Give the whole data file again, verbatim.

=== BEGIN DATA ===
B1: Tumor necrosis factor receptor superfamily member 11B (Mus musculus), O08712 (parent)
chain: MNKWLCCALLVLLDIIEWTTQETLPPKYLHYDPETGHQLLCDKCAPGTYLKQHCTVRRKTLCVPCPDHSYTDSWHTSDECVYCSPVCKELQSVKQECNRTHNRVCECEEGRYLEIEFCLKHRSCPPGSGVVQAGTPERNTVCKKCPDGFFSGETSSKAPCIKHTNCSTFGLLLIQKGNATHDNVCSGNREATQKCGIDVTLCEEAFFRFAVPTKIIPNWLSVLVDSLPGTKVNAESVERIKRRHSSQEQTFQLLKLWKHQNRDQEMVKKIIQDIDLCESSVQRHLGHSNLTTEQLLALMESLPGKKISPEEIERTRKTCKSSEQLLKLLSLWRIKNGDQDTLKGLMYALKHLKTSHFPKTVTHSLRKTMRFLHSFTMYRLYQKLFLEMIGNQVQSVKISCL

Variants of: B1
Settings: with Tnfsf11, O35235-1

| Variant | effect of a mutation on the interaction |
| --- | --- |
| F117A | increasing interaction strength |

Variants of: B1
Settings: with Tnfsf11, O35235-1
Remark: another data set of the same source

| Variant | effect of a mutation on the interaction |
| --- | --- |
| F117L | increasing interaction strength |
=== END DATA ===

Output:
B1: Tumor necrosis factor receptor superfamily member 11B (Mus musculus), O08712 (parent)
chain: MNKWLCCALLVLLDIIEWTTQETLPPKYLHYDPETGHQLLCDKCAPGTYLKQHCTVRRKTLCVPCPDHSYTDSWHTSDECVYCSPVCKELQSVKQECNRTHNRVCECEEGRYLEIEFCLKHRSCPPGSGVVQAGTPERNTVCKKCPDGFFSGETSSKAPCIKHTNCSTFGLLLIQKGNATHDNVCSGNREATQKCGIDVTLCEEAFFRFAVPTKIIPNWLSVLVDSLPGTKVNAESVERIKRRHSSQEQTFQLLKLWKHQNRDQEMVKKIIQDIDLCESSVQRHLGHSNLTTEQLLALMESLPGKKISPEEIERTRKTCKSSEQLLKLLSLWRIKNGDQDTLKGLMYALKHLKTSHFPKTVTHSLRKTMRFLHSFTMYRLYQKLFLEMIGNQVQSVKISCL

Variants of: B1
Settings: with Tnfsf11, O35235-1

| Variant | effect of a mutation on the interaction |
| --- | --- |
| F117A | increasing interaction strength |

Variants of: B1
Settings: with Tnfsf11, O35235-1
Remark: another data set of the same source

| Variant | effect of a mutation on the interaction |
| --- | --- |
| F117L | increasing interaction strength |